Thursday, October 21, 2010

Bargaining or "Expecting Too Much"?

Tyler Cowen reports:
Some Americans: "I expect my government to solve Problem X (fill in the blank, the list is a long one) without raising my taxes, and in the meantime I will refuse to countenance a tax increase. To support this attitude I am willing to sound fiscally unreasonable, if necessary."
Do read his post to get the proper context.

I frequently hear others deride the fact that voters want more public services but will not support the appropriate tax increase that is necessary to finance them. They tend to view people like this as irrational or ignorant.

By contrast, I think this is the default way of thinking in a market-based society. You go to the bargaining table as a buyer, and you want everything for nothing. The seller plays the role of a counterbalancing force wants to give you nothing in exchange for every penny you have. These competing tensions are reconciled to a mutually beneficial exchange of money and services. Consumers are not ignorant hypocrites for going to the bargaining table with this set of initial demands.

If you think of voters as buyers and the public sector as sellers for government services, then I see no reason for buyers to deviate from what they are accustomed to...start by demanding everything for nothing. Who truly knows what the cost of public provision is any how? Might as well push them as hard as you can for a lower price. All subsequent problems that follow from that mentality are really problems that are already identified in a broader public choice analysis.


Will Luther said...

The empirical reality that individuals in advanced economies do not bargain over most things they purchase is consistent with the view that most people believe that the best possible good is being provided at the lowest possible cost (and, hence, they can do no better; the only question is whether you are willing to pay more for the higher quality version of the same good).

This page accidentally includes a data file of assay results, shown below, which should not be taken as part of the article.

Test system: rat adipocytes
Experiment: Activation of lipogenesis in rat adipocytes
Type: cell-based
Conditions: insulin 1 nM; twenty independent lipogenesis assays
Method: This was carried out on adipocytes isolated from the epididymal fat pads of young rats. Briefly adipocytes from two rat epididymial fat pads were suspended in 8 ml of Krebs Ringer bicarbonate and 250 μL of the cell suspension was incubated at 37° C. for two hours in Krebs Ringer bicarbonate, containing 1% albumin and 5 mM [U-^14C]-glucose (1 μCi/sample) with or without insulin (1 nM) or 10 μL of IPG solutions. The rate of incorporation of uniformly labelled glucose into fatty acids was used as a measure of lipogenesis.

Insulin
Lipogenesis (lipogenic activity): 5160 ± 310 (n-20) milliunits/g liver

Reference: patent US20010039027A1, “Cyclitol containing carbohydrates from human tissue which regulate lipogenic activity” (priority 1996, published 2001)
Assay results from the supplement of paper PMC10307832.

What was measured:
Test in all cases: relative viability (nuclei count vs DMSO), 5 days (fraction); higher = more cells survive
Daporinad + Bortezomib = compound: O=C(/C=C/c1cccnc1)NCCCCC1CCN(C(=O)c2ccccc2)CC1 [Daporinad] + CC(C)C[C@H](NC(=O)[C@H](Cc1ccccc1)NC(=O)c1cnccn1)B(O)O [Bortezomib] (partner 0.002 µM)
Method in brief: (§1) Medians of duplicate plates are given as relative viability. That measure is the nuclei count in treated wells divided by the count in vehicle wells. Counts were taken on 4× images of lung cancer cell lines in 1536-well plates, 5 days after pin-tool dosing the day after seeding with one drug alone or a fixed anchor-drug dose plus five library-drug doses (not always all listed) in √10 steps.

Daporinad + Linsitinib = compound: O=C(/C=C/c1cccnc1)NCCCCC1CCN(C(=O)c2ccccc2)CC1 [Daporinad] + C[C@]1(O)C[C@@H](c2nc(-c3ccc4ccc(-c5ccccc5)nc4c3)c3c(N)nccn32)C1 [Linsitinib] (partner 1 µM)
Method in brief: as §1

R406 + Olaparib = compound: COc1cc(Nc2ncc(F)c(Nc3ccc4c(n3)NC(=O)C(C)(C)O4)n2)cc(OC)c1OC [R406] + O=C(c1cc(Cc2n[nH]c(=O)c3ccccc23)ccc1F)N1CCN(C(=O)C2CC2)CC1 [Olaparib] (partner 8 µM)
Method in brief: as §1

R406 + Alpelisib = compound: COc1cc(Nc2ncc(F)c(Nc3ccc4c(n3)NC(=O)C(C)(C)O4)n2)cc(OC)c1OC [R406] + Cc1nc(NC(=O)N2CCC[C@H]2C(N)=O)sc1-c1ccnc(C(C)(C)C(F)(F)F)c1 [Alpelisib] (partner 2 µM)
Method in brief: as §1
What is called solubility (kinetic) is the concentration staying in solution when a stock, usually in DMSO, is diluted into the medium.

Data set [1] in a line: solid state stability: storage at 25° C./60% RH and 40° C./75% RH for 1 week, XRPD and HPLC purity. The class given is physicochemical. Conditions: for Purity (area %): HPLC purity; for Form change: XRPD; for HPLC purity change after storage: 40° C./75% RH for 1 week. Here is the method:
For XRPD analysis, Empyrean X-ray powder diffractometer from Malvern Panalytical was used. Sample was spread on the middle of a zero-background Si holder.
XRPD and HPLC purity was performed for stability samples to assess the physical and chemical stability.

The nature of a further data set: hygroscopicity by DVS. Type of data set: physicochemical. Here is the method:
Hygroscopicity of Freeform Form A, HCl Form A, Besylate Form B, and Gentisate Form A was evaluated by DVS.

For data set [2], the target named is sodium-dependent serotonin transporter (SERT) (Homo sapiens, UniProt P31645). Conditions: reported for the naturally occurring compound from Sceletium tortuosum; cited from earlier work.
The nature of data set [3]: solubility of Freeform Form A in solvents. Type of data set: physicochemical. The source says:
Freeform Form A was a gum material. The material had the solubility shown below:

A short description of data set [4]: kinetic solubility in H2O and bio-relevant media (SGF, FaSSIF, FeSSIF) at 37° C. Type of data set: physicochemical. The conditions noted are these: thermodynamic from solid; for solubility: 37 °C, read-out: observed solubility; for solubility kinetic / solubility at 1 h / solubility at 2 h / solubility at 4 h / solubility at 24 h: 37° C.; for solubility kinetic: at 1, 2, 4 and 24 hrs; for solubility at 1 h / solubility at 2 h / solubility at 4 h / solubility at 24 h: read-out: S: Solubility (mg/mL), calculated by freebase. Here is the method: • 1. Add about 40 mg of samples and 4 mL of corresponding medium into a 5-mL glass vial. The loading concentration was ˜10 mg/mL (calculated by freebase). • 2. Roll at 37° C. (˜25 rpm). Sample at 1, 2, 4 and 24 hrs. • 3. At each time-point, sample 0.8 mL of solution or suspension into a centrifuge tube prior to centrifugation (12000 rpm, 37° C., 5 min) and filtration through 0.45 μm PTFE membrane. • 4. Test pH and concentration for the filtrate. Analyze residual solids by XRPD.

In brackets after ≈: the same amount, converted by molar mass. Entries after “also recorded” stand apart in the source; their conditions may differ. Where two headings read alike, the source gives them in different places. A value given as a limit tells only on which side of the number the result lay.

IF this is an accurate assessment, it would suggest that these same individuals are not convinced that the best possible service is being provided at the lowest possible cost from the public sector. Citizens demand more service at the same price because they believe the government is currently operating somewhere between the origin and the PPF.

Fundamentally, I think our points are the same. In the market case, there are entrepreneurs "behind the scenes" demanding more for less, i.e. ensuring that producers are on their respective PPFs.

Observing what is purportedly "irrational" political behavior could merely be evidence that (1) the political process is set up so that all of us must play the role of entrepreneur or (2) political process is so damn inefficient (i.e. it takes longer to push public suppliers to the frontier) that many more people have time to spot the profit opportunity.

Justin Ross said...

I agree that are points are basically the same, yours a bit more refined than my expression.

I do want to point out that even though we don't bargain over most things, we do bargain over big things: houses, cars, etc.

If you think of citizens as choosing politicians as a bundle of services and taxes, then it would seem like a similarly big purchase.

Eric Seymour said...

You may be right, but I think it's more likely that either 1) People think the government should do more of A *and* stop wasting its money on B (or at least do it a lot more efficiently), hence no net increase in spending will result; or 2) People think "the rich" ought to pay for the services they desire from the government.

Eric Seymour said...

On a closer reading of the previous comments, I think my first point was more or less covered by Will.